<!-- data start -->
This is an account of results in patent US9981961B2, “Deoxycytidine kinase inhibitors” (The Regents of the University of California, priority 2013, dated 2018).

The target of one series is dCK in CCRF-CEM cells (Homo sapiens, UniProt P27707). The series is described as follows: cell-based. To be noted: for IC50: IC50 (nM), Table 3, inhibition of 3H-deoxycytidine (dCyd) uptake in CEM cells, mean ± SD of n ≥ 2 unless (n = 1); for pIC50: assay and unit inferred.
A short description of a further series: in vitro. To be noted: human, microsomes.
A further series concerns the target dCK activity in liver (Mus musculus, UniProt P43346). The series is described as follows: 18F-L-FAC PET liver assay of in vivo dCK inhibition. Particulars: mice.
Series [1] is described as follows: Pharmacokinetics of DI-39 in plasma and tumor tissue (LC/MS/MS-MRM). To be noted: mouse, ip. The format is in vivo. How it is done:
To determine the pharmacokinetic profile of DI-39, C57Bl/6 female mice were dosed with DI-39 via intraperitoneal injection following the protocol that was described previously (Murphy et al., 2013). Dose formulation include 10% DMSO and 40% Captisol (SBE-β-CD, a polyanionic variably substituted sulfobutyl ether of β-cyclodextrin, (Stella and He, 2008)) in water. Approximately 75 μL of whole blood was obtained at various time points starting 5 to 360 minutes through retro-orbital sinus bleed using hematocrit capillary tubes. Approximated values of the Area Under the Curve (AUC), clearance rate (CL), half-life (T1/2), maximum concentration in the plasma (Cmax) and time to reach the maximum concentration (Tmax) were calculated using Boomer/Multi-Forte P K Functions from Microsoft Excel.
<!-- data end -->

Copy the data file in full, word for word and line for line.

This is an account of results in patent US9981961B2, “Deoxycytidine kinase inhibitors” (The Regents of the University of California, priority 2013, dated 2018).

The target of one series is dCK in CCRF-CEM cells (Homo sapiens, UniProt P27707). The series is described as follows: cell-based. To be noted: for IC50: IC50 (nM), Table 3, inhibition of 3H-deoxycytidine (dCyd) uptake in CEM cells, mean ± SD of n ≥ 2 unless (n = 1); for pIC50: assay and unit inferred.
A short description of a further series: in vitro. To be noted: human, microsomes.
A further series concerns the target dCK activity in liver (Mus musculus, UniProt P43346). The series is described as follows: 18F-L-FAC PET liver assay of in vivo dCK inhibition. Particulars: mice.
Series [1] is described as follows: Pharmacokinetics of DI-39 in plasma and tumor tissue (LC/MS/MS-MRM). To be noted: mouse, ip. The format is in vivo. How it is done:
To determine the pharmacokinetic profile of DI-39, C57Bl/6 female mice were dosed with DI-39 via intraperitoneal injection following the protocol that was described previously (Murphy et al., 2013). Dose formulation include 10% DMSO and 40% Captisol (SBE-β-CD, a polyanionic variably substituted sulfobutyl ether of β-cyclodextrin, (Stella and He, 2008)) in water. Approximately 75 μL of whole blood was obtained at various time points starting 5 to 360 minutes through retro-orbital sinus bleed using hematocrit capillary tubes. Approximated values of the Area Under the Curve (AUC), clearance rate (CL), half-life (T1/2), maximum concentration in the plasma (Cmax) and time to reach the maximum concentration (Tmax) were calculated using Boomer/Multi-Forte P K Functions from Microsoft Excel.